Which e-Reader do you prefer?

There are so many e-reader options out there making a decision can be difficult. Do you want one that does more than just read books? Or will a basic reader do the trick? We decided to do a comparison of a few of the more popular options to aide you in your decision.

The Kindle

  • Kindle, $79: The least expensive and one of the more basic e-book readers, the Kindle’s e-ink mimics the look of actual paper and creates less eye strain than some of the color LCDs. It doesn’t include touch-screen capability and has limited a web browser. A good choice for people who simple want to read books and newspapers.
  • Kindle Touch, $99 ($149 for their 3G model): Personally I find the touch screen a necessity. If you’re like me, going with a touch screen model will cause less frustration than the $79 version. And while all Kindles are Wi-Fi capable, the Touch has a 3G model that might be worthwhile if you’re always on the go.
  • Kindle Fire, $199: If you want a bit more out of your e-book reader but don’t want to spend the money on a full-sized tablet, the Kindle Fire is a good choice. With a full color (LCD) screen this Kindle is great for gaming, web browsing, and downloading and using apps. Not to mention the color screen is a must if you’re planning to download children’s books.

The Nook

  • Nook Simple Touch, $99: Named the “best e-ink reader” by CNET, the Nook Simple Touch is Barnes & Nobel’s basic reader and their answer to the Kindle Touch. At the same price point as the Kindle, it does boast to have the world’s best reading screen as well as the longest battery life. While the two are very similar, the Kindle Touch offers 3G.
  • Nook Simple Touch (with Glowlight), $139: Nook’s most recent addition provides all of the functions of the regular Nook Simple Touch but is the only e-ink reader to have the Glowlight feature, which is great if you enjoy reading in low light.
  • Nook Color, $169 and Nook Tablet, $199: There are only a few differences between the two, one being the price. One feature the Tablet has is the Read and Record feature. The Tablet has a microphone (unlike the Color) and allows you to record the narration of children’s books. You can also record your children reading. This would be a great keepsake of a first time reader! Click here to read more about the differences between the two.

The iPad

  • The iPad 2, $399+ and iPad 3, $499+: The iPad continues to be the most popular tablet. It is very versatile and is compatible with all e-book apps (Kindle, Nook, etc.). Plus, it features iOs, so you can buy books from any website and access them on your iPad. So, if you don’t mind spending more and want something that is multi-use, the iPad might be your best bet.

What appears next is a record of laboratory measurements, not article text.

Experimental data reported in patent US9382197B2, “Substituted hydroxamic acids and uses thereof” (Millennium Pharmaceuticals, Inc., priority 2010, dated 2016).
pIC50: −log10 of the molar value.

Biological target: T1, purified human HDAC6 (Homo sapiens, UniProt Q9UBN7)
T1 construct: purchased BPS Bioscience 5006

It can be overwhelming trying to decide what type of e-book reader to buy but once you decide, be sure to check out WaveCloud’s new search features that allow you to narrow your search by the e-book reader of your choice!

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In the future, will print books only be available at the furniture store?

The question might sound crazy since “the book” has been around for nearly 2,000 years and has held its place on our bedside tables, backpacks and libraries for as long as we remember.  Even so, there may come a day that the print books we have in our house are mostly being used for decorating.

The act of writing – in one form or another – dates back 5,000 years.  Of course the method at the beginning was much different. The form was not that of a book, but of an inscription on stone or clay tablet.  It then slowly changed to papyrus or a parchment page and then onto the form of a book that we recognize. So, couldn’t the e-book be the next form of writing that dominates our day-to-day lives?

What I find interesting is the amount of emotion you find when these questions are raised.  There are people who fell asleep as a child reading books, they studied using books, they love the feel and smell of books, they were a librarian in their past life…they just love books.  Books are comforting to them.  Because of their history with books, the thought of e-books becoming more “popular” is very uncomfortable for them.  I wonder what is so upsetting really. Is it the loss of how it is made or the loss of the writing?  The art of bookmaking may be lost (or lessened), but the content of the book still remains and to the reader, isn’t that what matters most?

I believe that we will always have books because they are so special, but maybe it’s not such a crazy idea, that someday the traditional print book will only be found at your local furniture store; its purpose to decorate your coffee table and well-designed book cases.

Book formats continue to change.  The current e-book format won’t be around in a thousand years.  Men plan and God laughs.

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